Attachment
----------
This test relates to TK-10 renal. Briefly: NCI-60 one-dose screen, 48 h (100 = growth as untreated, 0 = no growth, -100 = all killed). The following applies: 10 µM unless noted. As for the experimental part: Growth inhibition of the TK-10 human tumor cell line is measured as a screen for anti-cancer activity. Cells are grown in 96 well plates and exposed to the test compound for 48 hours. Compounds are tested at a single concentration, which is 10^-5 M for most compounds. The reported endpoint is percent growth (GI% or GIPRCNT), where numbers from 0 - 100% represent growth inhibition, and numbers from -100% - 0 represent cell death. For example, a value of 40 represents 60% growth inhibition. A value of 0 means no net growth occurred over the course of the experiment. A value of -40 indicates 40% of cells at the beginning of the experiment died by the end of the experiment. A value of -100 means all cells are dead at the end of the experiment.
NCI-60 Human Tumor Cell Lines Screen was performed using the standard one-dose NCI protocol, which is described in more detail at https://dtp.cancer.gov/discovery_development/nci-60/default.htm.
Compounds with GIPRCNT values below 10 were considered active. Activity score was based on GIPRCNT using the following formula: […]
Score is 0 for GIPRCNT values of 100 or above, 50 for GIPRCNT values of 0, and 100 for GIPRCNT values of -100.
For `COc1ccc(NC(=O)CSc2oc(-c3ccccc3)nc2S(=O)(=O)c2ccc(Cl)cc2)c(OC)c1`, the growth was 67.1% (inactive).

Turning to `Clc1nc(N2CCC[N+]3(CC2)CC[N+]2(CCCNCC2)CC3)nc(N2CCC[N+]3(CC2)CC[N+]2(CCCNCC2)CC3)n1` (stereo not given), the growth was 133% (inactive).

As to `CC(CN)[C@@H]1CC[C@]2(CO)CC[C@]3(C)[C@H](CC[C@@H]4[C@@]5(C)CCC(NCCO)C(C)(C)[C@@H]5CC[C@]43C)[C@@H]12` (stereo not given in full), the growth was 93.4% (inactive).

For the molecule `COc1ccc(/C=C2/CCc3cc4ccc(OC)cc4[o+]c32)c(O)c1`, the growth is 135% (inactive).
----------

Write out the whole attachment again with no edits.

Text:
This test relates to TK-10 renal. Briefly: NCI-60 one-dose screen, 48 h (100 = growth as untreated, 0 = no growth, -100 = all killed). The following applies: 10 µM unless noted. As for the experimental part: Growth inhibition of the TK-10 human tumor cell line is measured as a screen for anti-cancer activity. Cells are grown in 96 well plates and exposed to the test compound for 48 hours. Compounds are tested at a single concentration, which is 10^-5 M for most compounds. The reported endpoint is percent growth (GI% or GIPRCNT), where numbers from 0 - 100% represent growth inhibition, and numbers from -100% - 0 represent cell death. For example, a value of 40 represents 60% growth inhibition. A value of 0 means no net growth occurred over the course of the experiment. A value of -40 indicates 40% of cells at the beginning of the experiment died by the end of the experiment. A value of -100 means all cells are dead at the end of the experiment.
NCI-60 Human Tumor Cell Lines Screen was performed using the standard one-dose NCI protocol, which is described in more detail at https://dtp.cancer.gov/discovery_development/nci-60/default.htm.
Compounds with GIPRCNT values below 10 were considered active. Activity score was based on GIPRCNT using the following formula: […]
Score is 0 for GIPRCNT values of 100 or above, 50 for GIPRCNT values of 0, and 100 for GIPRCNT values of -100.
For `COc1ccc(NC(=O)CSc2oc(-c3ccccc3)nc2S(=O)(=O)c2ccc(Cl)cc2)c(OC)c1`, the growth was 67.1% (inactive).

Turning to `Clc1nc(N2CCC[N+]3(CC2)CC[N+]2(CCCNCC2)CC3)nc(N2CCC[N+]3(CC2)CC[N+]2(CCCNCC2)CC3)n1` (stereo not given), the growth was 133% (inactive).

As to `CC(CN)[C@@H]1CC[C@]2(CO)CC[C@]3(C)[C@H](CC[C@@H]4[C@@]5(C)CCC(NCCO)C(C)(C)[C@@H]5CC[C@]43C)[C@@H]12` (stereo not given in full), the growth was 93.4% (inactive).

For the molecule `COc1ccc(/C=C2/CCc3cc4ccc(OC)cc4[o+]c32)c(O)c1`, the growth is 135% (inactive).